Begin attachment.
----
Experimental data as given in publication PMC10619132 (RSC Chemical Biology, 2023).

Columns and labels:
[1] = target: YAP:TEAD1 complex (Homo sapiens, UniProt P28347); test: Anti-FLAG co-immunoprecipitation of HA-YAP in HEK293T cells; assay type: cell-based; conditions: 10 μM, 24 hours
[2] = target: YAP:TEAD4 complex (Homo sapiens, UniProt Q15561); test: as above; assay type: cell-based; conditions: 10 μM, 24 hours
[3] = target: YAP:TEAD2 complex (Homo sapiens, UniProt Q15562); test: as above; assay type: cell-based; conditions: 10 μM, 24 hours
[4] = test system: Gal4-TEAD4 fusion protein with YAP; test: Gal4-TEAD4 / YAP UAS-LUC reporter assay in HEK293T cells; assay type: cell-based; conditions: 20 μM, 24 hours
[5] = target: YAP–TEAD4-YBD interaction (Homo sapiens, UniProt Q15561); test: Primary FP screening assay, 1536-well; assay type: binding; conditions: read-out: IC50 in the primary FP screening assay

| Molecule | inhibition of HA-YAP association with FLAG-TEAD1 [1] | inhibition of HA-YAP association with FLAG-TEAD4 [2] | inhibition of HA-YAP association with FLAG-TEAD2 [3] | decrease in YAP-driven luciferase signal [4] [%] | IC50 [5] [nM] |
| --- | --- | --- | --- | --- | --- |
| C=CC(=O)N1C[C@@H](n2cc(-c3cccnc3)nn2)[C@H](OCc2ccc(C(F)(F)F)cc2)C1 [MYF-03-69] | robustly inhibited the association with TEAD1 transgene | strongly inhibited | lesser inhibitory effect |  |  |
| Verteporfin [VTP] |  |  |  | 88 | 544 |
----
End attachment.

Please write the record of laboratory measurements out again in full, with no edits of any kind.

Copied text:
Experimental data as given in publication PMC10619132 (RSC Chemical Biology, 2023).

Columns and labels:
[1] = target: YAP:TEAD1 complex (Homo sapiens, UniProt P28347); test: Anti-FLAG co-immunoprecipitation of HA-YAP in HEK293T cells; assay type: cell-based; conditions: 10 μM, 24 hours
[2] = target: YAP:TEAD4 complex (Homo sapiens, UniProt Q15561); test: as above; assay type: cell-based; conditions: 10 μM, 24 hours
[3] = target: YAP:TEAD2 complex (Homo sapiens, UniProt Q15562); test: as above; assay type: cell-based; conditions: 10 μM, 24 hours
[4] = test system: Gal4-TEAD4 fusion protein with YAP; test: Gal4-TEAD4 / YAP UAS-LUC reporter assay in HEK293T cells; assay type: cell-based; conditions: 20 μM, 24 hours
[5] = target: YAP–TEAD4-YBD interaction (Homo sapiens, UniProt Q15561); test: Primary FP screening assay, 1536-well; assay type: binding; conditions: read-out: IC50 in the primary FP screening assay

| Molecule | inhibition of HA-YAP association with FLAG-TEAD1 [1] | inhibition of HA-YAP association with FLAG-TEAD4 [2] | inhibition of HA-YAP association with FLAG-TEAD2 [3] | decrease in YAP-driven luciferase signal [4] [%] | IC50 [5] [nM] |
| --- | --- | --- | --- | --- | --- |
| C=CC(=O)N1C[C@@H](n2cc(-c3cccnc3)nn2)[C@H](OCc2ccc(C(F)(F)F)cc2)C1 [MYF-03-69] | robustly inhibited the association with TEAD1 transgene | strongly inhibited | lesser inhibitory effect |  |  |
| Verteporfin [VTP] |  |  |  | 88 | 544 |